Hunger in the Absence of Caloric Restriction Improves Cognition and Attenuates Alzheimer's Disease Pathology in a Mouse Model

Emily J. Dhurandhar, David B. Allison, Thomas van Groen, Inga Kadish

Research output: Contribution to journalArticlepeer-review

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Abstract

It has been shown that caloric restriction (CR) delays aging and possibly delays the development of Alzheimer's disease (AD). We conjecture that the mechanism may involve interoceptive cues, rather than reduced energy intake per se. We determined that hunger alone, induced by a ghrelin agonist, reduces AD pathology and improves cognition in the APP-SwDI mouse model of AD. Long-term treatment with a ghrelin agonist was sufficient to improve the performance in the water maze. The treatment also reduced levels of amyloid beta (Aβ) and inflammation (microglial activation) at 6 months of age compared to the control group, similar to the effect of CR. Thus, a hunger-inducing drug attenuates AD pathology, in the absence of CR, and the neuroendocrine aspects of hunger also prevent age-related cognitive decline.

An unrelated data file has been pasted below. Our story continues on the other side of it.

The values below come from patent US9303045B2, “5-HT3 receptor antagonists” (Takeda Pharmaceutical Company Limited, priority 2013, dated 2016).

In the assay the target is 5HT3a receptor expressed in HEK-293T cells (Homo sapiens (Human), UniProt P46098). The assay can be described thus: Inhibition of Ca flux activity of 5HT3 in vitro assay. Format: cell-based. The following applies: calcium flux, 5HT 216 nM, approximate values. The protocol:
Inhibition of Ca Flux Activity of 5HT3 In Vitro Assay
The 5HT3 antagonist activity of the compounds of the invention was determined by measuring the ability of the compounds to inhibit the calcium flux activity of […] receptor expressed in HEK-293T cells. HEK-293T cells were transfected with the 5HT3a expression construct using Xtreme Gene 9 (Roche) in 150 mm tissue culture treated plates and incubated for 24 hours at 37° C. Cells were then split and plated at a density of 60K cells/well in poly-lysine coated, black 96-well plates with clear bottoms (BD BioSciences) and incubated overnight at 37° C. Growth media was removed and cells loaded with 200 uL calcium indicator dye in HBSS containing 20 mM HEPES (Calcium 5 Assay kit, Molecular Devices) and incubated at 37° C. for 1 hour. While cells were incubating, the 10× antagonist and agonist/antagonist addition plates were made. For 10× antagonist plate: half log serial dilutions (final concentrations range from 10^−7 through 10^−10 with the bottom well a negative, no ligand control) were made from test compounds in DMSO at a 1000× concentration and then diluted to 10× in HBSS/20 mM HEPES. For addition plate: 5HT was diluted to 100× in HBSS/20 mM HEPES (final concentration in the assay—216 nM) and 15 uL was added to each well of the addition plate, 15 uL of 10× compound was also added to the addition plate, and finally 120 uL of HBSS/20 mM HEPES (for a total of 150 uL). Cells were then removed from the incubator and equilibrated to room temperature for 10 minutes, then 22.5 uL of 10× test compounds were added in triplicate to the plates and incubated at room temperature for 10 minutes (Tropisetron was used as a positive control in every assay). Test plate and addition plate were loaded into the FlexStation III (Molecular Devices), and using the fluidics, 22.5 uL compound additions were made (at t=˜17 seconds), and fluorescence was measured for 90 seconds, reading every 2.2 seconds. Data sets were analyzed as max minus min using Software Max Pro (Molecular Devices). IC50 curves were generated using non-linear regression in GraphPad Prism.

Original languageEnglish
Article numbere60437
JournalPloS one
Volume8
Issue number4
DOIs
StatePublished - Apr 2 2013

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